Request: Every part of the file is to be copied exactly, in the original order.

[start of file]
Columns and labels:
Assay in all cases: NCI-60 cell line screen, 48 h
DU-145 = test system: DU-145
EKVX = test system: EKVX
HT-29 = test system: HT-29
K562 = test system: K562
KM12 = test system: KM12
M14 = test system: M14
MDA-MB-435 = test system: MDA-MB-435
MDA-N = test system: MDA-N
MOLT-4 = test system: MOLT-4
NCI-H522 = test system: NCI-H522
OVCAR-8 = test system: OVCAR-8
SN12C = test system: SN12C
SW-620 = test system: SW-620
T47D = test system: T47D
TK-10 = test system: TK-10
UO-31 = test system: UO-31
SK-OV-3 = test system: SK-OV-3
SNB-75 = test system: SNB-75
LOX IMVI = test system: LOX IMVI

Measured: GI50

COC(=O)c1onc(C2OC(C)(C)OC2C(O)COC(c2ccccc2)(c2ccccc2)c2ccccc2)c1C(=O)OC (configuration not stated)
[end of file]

Columns and labels:
Assay in all cases: NCI-60 cell line screen, 48 h
DU-145 = test system: DU-145
EKVX = test system: EKVX
HT-29 = test system: HT-29
K562 = test system: K562
KM12 = test system: KM12
M14 = test system: M14
MDA-MB-435 = test system: MDA-MB-435
MDA-N = test system: MDA-N
MOLT-4 = test system: MOLT-4
NCI-H522 = test system: NCI-H522
OVCAR-8 = test system: OVCAR-8
SN12C = test system: SN12C
SW-620 = test system: SW-620
T47D = test system: T47D
TK-10 = test system: TK-10
UO-31 = test system: UO-31
SK-OV-3 = test system: SK-OV-3
SNB-75 = test system: SNB-75
LOX IMVI = test system: LOX IMVI

Measured: GI50

COC(=O)c1onc(C2OC(C)(C)OC2C(O)COC(c2ccccc2)(c2ccccc2)c2ccccc2)c1C(=O)OC (configuration not stated)